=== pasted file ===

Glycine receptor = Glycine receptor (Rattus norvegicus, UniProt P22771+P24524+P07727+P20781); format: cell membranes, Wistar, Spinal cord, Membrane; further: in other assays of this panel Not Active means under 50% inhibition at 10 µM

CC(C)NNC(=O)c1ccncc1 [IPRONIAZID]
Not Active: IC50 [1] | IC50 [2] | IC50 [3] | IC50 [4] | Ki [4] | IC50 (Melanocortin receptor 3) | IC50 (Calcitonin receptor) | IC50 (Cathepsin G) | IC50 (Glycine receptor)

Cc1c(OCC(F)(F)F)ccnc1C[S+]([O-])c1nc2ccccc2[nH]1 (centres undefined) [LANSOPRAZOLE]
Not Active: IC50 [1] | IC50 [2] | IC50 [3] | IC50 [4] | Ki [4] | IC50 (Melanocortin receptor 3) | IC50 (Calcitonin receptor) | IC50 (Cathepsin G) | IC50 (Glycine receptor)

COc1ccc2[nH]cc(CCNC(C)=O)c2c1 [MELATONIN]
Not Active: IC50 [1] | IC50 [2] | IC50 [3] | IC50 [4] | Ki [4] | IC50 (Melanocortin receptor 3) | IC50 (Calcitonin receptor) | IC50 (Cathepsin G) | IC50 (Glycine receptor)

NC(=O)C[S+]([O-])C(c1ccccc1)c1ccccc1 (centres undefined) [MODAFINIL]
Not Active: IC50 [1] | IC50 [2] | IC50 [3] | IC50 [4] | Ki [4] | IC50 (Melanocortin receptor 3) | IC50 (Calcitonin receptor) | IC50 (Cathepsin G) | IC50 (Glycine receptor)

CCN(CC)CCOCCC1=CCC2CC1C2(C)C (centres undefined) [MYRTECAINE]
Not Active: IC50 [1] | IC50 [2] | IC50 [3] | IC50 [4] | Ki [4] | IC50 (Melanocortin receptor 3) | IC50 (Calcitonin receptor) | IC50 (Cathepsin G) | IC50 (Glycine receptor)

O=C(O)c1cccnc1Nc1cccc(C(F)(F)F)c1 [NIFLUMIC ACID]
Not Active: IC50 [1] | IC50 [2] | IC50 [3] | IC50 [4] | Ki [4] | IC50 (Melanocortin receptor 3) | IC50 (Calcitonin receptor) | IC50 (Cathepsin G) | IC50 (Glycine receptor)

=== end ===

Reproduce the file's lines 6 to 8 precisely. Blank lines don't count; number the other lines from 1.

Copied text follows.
COc1ccc2[nH]cc(CCNC(C)=O)c2c1 [MELATONIN]
Not Active: IC50 [1] | IC50 [2] | IC50 [3] | IC50 [4] | Ki [4] | IC50 (Melanocortin receptor 3) | IC50 (Calcitonin receptor) | IC50 (Cathepsin G) | IC50 (Glycine receptor)

NC(=O)C[S+]([O-])C(c1ccccc1)c1ccccc1 (centres undefined) [MODAFINIL]